By taking a Portfolio Approach in this case, you can potentially make real improvements that extend the process design and automation benefits not just to the one process, but to multiple processes across the entire organization. Those processes will also get easier to expand and manage as they can leverage common sub-processes and existing functionality.
I have been confirmed as a speaker at SharePoint Saturday The Conference in DC this year. The event will take place at the Northern Virginia Community College in Annandale, VA Thursday August 11th through Saturday August 13th. This marks the first multi-day SharePoint Saturday event and it is expected that over 2500 people will be in attendance which definitely makes this one of the premiere events of the year. The best news is that advance registration costs a meager $39.
I will be presenting two sessions.
Developing Reusable Workflow Features
Session Level: 200
Session Type: Developer
A key component to developing and maintaining a suite of workflow processes is consistency and reusable features. This session will provide an overview of how to approach reusable features that can be used in SharePoint workflows and then walk through some specific examples.
Getting the Most from User Profiles
Session Level: 300
Session Type: IT Pro / Architect
This session will help you maximize the power and value of the SharePoint User Profiles available in SharePoint Server. We will do a brief feature review and then cover strategies on how to approach defining and maintaining custom attributes, how to approach synchronizing content with other business systems, and how to leverage the information to drive business processes both inside of and outside of SharePoint.
If you are going to attend the event, stop by and say hello.
A few years ago I wrote an article about how to enable and work with the Quota Management features in SharePoint 2007 (click here for article) which proved to be a popular post. Quota Management is a pretty important topic when it comes to SharePoint Governance and overall maintenance of the platform. While the overall Quota Management features in SharePoint 2010 were maintained, there was one big feature left out when SharePoint first shipped, and that was the “Storage space allocation” page also known as StoreMon.aspx page that was available to Site Collection administrators from the Site Settings page.
New Storage Metrics
With the release of SharePoint 2010 SP1 (download here) the feature returns, but in a much different format and vastly improved. The page was renamed “Storage Metrics” and it is a gold mine of information since it provides a way for Administrators to navigate through the content locations on the site and provides details for the item’s Total Size, % of Parent, % of Site Quota, and Last Modified Date. This makes it easy for administrators to identify where content is concentrated, and can also show an exceptionally large lists, libraries, folders, and documents.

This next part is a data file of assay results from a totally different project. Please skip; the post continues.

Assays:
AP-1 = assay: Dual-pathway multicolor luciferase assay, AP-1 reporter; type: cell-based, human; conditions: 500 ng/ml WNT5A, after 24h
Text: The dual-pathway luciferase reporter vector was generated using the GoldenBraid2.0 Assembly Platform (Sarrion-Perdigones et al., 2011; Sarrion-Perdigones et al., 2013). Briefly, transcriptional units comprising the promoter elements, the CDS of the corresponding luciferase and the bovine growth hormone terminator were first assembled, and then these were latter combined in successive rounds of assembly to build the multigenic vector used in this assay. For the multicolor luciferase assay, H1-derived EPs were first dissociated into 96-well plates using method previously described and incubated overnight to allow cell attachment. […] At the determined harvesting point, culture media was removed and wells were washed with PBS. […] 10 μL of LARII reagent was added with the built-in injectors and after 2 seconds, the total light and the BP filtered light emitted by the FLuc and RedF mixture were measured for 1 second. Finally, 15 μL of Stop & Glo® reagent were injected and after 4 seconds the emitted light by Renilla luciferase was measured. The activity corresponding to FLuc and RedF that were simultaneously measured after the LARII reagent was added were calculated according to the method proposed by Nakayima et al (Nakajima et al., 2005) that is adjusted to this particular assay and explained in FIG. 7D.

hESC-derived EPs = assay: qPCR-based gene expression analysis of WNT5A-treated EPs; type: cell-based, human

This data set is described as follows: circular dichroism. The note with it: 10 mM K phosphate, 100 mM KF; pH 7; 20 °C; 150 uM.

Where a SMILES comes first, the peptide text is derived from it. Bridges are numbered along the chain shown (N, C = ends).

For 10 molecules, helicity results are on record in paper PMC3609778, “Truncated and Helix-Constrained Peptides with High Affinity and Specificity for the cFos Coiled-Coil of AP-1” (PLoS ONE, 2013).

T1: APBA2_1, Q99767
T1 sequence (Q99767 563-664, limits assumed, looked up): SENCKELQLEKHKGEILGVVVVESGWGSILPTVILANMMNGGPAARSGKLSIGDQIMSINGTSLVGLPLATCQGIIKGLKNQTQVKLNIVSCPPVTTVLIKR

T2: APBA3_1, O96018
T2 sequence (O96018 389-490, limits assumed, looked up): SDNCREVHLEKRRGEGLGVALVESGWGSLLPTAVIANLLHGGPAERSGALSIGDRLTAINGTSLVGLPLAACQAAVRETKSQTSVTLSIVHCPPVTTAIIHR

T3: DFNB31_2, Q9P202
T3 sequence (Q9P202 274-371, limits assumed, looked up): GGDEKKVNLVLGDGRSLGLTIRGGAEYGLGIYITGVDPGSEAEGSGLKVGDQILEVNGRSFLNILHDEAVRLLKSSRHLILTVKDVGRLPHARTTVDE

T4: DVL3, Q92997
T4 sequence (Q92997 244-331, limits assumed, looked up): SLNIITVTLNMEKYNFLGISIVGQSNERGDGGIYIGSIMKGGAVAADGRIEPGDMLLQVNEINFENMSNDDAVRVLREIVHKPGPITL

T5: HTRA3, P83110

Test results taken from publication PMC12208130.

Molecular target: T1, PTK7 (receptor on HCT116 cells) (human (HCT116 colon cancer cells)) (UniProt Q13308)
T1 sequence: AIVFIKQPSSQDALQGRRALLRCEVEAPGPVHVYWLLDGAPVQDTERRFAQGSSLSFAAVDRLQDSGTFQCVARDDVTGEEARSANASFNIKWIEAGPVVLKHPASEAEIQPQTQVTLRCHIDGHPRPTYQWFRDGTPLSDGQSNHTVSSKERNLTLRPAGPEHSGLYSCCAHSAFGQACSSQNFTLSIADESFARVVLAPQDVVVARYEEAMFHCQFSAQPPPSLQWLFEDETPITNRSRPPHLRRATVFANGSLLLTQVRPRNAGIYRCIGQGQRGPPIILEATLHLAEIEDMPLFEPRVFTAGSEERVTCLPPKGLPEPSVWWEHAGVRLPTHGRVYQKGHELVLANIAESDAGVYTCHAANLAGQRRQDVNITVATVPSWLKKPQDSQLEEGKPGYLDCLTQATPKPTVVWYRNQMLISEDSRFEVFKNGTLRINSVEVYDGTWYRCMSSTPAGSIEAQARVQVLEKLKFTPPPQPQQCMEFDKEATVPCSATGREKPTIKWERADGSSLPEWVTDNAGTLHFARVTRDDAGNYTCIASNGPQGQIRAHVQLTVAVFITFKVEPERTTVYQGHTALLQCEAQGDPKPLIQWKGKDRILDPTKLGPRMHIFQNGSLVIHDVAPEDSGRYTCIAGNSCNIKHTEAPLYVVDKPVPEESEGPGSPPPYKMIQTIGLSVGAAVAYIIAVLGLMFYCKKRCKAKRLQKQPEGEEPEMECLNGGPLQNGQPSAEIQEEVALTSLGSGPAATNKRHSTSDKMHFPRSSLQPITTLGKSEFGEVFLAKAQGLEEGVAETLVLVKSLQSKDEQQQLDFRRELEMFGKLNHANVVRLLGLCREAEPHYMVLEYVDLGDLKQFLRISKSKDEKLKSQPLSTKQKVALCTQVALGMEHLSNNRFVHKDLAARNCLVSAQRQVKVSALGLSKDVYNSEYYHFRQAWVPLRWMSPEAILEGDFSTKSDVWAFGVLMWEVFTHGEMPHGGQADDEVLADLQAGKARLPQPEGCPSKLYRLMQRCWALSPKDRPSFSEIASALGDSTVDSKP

There was one aspect of this that I thought was helpful in 2007 that is no longer supported, and that is the ability to view the number of versions of a given document right from the report. In many cases I’ve seen versioning turned without any limits, and some popular documents might have 1,000s of versions. The report used to provide a way to find those exceptions so that they could be cleaned up.
From what I understand, it was removed because it proved to be extremely resource intensive and information was gathered in real-time so it could cause service stability issues in very large environments. With its return is a completely revamped gathering process that relies on timer jobs, titled Storage Metrics Processing, resulting in much faster page loads and no risk of crashing the server just by viewing the report. These jobs will pull data every 5 minutes but like all timer jobs, the frequency can be adjusted to better meet your needs and environment. For larger environments, it might be a good idea to reduce that frequency to avoid the extra overhead.
As with the 2007 version, this feature is only available if quotas are enabled. In cases where quotas are not currently being used and proper limits managed, the safest bet is to establish a quota that cannot be met. This will enable the features without the risk of triggering a warning or locking a site that exceeds the thresholds. Locking the site is the only risk with quotas, there is no risk of data loss.
Both Farm and Site Collection Administrators should review the functionality and add its review into their content review and cleanup processes.